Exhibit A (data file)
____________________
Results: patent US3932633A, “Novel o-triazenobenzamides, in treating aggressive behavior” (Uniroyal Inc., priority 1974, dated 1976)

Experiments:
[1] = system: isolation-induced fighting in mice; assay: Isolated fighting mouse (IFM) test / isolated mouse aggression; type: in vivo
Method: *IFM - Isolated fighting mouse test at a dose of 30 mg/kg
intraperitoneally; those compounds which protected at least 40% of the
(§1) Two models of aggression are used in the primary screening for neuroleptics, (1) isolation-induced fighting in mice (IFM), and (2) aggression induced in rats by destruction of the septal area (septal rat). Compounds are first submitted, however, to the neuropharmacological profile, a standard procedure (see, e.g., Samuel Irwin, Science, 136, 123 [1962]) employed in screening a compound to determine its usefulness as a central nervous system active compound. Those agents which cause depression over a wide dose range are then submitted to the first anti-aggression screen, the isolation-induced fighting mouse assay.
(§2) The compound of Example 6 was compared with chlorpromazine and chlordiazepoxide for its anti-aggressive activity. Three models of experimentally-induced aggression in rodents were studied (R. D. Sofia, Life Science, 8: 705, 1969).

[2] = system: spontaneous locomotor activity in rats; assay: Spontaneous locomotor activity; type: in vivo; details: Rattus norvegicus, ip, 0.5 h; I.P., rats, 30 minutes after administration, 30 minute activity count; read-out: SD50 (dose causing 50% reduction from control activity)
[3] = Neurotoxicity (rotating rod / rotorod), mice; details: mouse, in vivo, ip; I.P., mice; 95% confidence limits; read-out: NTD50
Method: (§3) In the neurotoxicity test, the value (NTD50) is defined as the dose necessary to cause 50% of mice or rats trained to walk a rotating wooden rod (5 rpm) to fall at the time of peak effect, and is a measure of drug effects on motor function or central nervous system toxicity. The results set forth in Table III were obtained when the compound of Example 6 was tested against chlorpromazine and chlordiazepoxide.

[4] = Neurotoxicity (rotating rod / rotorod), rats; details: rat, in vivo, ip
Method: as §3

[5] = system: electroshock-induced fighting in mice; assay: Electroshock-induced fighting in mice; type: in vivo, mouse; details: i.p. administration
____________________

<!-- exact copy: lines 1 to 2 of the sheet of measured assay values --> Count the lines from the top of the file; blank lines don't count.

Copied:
Results: patent US3932633A, “Novel o-triazenobenzamides, in treating aggressive behavior” (Uniroyal Inc., priority 1974, dated 1976)

Experiments: